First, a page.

There are times when I listen to an artist when I can mentally rattle off a shortlist of related ones – usually within genres that are what I’d call “within my wheelhouse”. Tycho is different. The whole time sitting through his carefully curated set all I could think was that it was unlike anything I’d ever heard before. The Sacramento native, fresh from rocking the Mix-Up tent at Splendour In The Grass over the weekend, has had his music described in a plethora of different ways; downtempo, ambient, post rock-techno. My favourite though is perhaps cinematic beats, though the truth is probably somewhere in between. He skilfully weaves all of the above influences together with an array of synthesisers and guitars, tied together with tight percussion backing. It seems fitting then that with so many intricate sounds, the acoustically excellent Opera House should host him, with his three piece band – Zach Brown, Rory O’Connor & Billy Kim – providing the live backing.
If the evening wasn’t a sell out, is was pretty close to one, with only a smattering of spare seats dotted throughout the whole arena; a large screen provided the backdrop for the boys, a relatively bare set-up for each member deceiving the complexity of sounds to come. Tycho, real name Scott Hansen, was a graphic artist in a previous life before pivoting to producing, but he obviously hasn’t left that life behind based off the variety of visuals on display behind the band. Soothing clips of beaches, clouds, American scenery, and sand dunes were all perfectly in time with the music, and all suited the haunting guitar licks and rolling beats that came forth from the speakers.
Tycho has quite an impressive discography, having produced 5 albums, including his debut in 2006 with Past is Prologue, and we got a sample from each. He played ‘PBS’ from his first album ‘Past is Prologue’, a song that was written about Scott’s mother who was a transcriber who would always have her dictaphone with her. We heard ‘Awake’, which was written with band member Zach (guitar and bass) in Tahoe in the STS9’s studio, which was the catalyst for people to throw off the shackles of the Opera House seats and dance. There was one particular woman, so hyped by the music, that she was very forceful in getting others to dance with her, even shouting as far as 5 rows behind her to involve more patrons. From the same album (‘Awake’) they also played ‘Montana’, which incidentally was the first song ever written by both him and Zack, before delving into the latest release, ‘Weather’. As at Splendour, he was joined on stage by singer Saint Sinner (Hannah Cottrell) who provided the stunning vocals to tracks ‘Japan’, ‘Pink and Blue’ and ‘Easy’ – her voice sounding exactly as it does on the album. She also came out for ‘No Stress’ before the band departed to rapturous applause. Those eager to get an early start missed the encore – a very intimate, Cottrell lead, ‘Skate’ plus one other.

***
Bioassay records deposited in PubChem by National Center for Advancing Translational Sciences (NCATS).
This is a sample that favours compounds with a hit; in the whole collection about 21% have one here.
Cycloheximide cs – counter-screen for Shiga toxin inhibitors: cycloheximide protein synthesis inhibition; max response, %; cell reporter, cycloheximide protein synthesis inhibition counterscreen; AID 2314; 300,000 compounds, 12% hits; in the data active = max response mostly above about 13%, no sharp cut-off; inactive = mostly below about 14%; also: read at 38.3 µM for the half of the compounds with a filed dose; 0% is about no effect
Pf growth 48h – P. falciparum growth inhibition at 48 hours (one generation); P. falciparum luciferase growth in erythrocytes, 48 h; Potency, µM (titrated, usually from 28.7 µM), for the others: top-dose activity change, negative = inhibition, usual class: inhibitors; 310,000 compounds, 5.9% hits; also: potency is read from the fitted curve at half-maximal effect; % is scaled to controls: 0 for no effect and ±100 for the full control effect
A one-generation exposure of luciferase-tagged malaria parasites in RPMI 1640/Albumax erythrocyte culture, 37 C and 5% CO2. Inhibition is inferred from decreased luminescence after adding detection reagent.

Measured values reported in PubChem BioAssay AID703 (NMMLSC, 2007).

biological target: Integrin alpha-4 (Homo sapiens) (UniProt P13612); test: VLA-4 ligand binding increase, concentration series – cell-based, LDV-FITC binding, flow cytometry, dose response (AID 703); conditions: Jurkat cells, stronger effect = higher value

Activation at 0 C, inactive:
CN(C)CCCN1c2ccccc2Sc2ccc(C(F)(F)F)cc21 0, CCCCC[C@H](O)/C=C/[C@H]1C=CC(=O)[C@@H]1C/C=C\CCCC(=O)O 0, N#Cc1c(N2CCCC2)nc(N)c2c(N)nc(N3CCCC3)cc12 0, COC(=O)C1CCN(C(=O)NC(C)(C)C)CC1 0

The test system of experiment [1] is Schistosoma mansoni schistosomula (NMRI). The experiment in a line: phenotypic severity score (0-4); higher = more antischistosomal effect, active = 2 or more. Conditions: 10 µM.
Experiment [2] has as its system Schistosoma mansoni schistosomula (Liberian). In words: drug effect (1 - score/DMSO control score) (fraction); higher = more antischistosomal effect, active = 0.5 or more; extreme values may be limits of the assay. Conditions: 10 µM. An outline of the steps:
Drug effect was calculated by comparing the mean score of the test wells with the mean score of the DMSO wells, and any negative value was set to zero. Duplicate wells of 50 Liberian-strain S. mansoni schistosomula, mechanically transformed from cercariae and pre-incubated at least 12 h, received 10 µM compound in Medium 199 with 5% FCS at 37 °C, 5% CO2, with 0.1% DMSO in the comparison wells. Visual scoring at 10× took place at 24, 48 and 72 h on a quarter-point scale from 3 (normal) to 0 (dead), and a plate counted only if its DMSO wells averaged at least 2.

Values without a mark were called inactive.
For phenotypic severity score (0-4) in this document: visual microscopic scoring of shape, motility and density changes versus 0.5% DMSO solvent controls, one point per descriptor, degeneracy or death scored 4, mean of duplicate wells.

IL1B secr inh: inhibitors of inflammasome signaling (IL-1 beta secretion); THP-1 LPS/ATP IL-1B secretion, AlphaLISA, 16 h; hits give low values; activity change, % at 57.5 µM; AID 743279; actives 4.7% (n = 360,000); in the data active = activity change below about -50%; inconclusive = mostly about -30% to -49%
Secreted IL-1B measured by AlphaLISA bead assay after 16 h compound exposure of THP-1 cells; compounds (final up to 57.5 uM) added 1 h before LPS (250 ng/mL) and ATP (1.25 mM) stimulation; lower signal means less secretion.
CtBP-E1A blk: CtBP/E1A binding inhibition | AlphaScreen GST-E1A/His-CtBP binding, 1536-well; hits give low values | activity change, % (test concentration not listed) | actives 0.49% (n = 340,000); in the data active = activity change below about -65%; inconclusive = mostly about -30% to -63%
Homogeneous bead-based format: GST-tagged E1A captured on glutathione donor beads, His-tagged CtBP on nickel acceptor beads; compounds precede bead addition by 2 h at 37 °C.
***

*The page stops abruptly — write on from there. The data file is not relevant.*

The pleasant walk home along the harbour was filled with the praise of a man who to some has been a slow burn; not commanding attention, but quietly amassing a loyal following with his highly evolved beats. It’s now that he seems like he’s getting the kudos that he deserves, and was humble in describing the experience of playing at the Opera House as a “dream come true”. I’ll admit that I hadn’t had a massive amount of exposure to his music before this night, but am happy to say that I am now a fan.
(photos provided by Sydney Opera House)